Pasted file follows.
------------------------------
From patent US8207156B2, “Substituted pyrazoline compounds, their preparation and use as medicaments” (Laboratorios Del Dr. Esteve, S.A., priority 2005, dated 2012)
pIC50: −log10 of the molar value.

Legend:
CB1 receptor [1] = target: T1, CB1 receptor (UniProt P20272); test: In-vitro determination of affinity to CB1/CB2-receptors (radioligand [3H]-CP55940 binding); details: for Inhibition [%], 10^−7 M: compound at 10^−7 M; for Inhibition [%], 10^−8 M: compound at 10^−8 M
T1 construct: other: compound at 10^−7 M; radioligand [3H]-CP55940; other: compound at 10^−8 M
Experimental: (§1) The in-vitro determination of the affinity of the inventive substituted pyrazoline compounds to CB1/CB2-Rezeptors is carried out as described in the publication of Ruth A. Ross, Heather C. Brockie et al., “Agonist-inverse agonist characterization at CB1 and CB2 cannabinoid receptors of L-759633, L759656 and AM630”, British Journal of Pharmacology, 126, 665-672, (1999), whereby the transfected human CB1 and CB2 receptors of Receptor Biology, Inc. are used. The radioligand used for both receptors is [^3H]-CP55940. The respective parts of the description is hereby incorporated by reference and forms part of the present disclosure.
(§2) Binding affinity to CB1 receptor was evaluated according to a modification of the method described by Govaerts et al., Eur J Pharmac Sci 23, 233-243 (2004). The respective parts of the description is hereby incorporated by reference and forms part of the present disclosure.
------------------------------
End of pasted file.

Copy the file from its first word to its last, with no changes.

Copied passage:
From patent US8207156B2, “Substituted pyrazoline compounds, their preparation and use as medicaments” (Laboratorios Del Dr. Esteve, S.A., priority 2005, dated 2012)
pIC50: −log10 of the molar value.

Legend:
CB1 receptor [1] = target: T1, CB1 receptor (UniProt P20272); test: In-vitro determination of affinity to CB1/CB2-receptors (radioligand [3H]-CP55940 binding); details: for Inhibition [%], 10^−7 M: compound at 10^−7 M; for Inhibition [%], 10^−8 M: compound at 10^−8 M
T1 construct: other: compound at 10^−7 M; radioligand [3H]-CP55940; other: compound at 10^−8 M
Experimental: (§1) The in-vitro determination of the affinity of the inventive substituted pyrazoline compounds to CB1/CB2-Rezeptors is carried out as described in the publication of Ruth A. Ross, Heather C. Brockie et al., “Agonist-inverse agonist characterization at CB1 and CB2 cannabinoid receptors of L-759633, L759656 and AM630”, British Journal of Pharmacology, 126, 665-672, (1999), whereby the transfected human CB1 and CB2 receptors of Receptor Biology, Inc. are used. The radioligand used for both receptors is [^3H]-CP55940. The respective parts of the description is hereby incorporated by reference and forms part of the present disclosure.
(§2) Binding affinity to CB1 receptor was evaluated according to a modification of the method described by Govaerts et al., Eur J Pharmac Sci 23, 233-243 (2004). The respective parts of the description is hereby incorporated by reference and forms part of the present disclosure.